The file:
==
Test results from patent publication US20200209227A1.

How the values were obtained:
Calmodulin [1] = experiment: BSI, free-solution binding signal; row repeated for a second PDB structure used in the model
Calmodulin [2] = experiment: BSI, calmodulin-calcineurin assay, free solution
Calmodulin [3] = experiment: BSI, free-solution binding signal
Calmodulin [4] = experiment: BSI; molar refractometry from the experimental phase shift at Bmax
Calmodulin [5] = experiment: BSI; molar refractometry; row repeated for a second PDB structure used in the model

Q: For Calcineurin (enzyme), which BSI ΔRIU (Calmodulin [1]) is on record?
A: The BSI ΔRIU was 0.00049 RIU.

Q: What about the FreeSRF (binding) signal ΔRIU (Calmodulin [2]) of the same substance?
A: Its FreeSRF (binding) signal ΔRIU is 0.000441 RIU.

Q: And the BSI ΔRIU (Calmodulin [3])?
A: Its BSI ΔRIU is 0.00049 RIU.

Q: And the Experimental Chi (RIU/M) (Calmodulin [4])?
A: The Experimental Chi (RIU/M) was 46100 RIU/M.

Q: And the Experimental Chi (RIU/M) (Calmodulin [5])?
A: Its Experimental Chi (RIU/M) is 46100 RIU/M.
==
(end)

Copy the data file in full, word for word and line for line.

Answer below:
Test results from patent publication US20200209227A1.

How the values were obtained:
Calmodulin [1] = experiment: BSI, free-solution binding signal; row repeated for a second PDB structure used in the model
Calmodulin [2] = experiment: BSI, calmodulin-calcineurin assay, free solution
Calmodulin [3] = experiment: BSI, free-solution binding signal
Calmodulin [4] = experiment: BSI; molar refractometry from the experimental phase shift at Bmax
Calmodulin [5] = experiment: BSI; molar refractometry; row repeated for a second PDB structure used in the model

Q: For Calcineurin (enzyme), which BSI ΔRIU (Calmodulin [1]) is on record?
A: The BSI ΔRIU was 0.00049 RIU.

Q: What about the FreeSRF (binding) signal ΔRIU (Calmodulin [2]) of the same substance?
A: Its FreeSRF (binding) signal ΔRIU is 0.000441 RIU.

Q: And the BSI ΔRIU (Calmodulin [3])?
A: Its BSI ΔRIU is 0.00049 RIU.

Q: And the Experimental Chi (RIU/M) (Calmodulin [4])?
A: The Experimental Chi (RIU/M) was 46100 RIU/M.

Q: And the Experimental Chi (RIU/M) (Calmodulin [5])?
A: Its Experimental Chi (RIU/M) is 46100 RIU/M.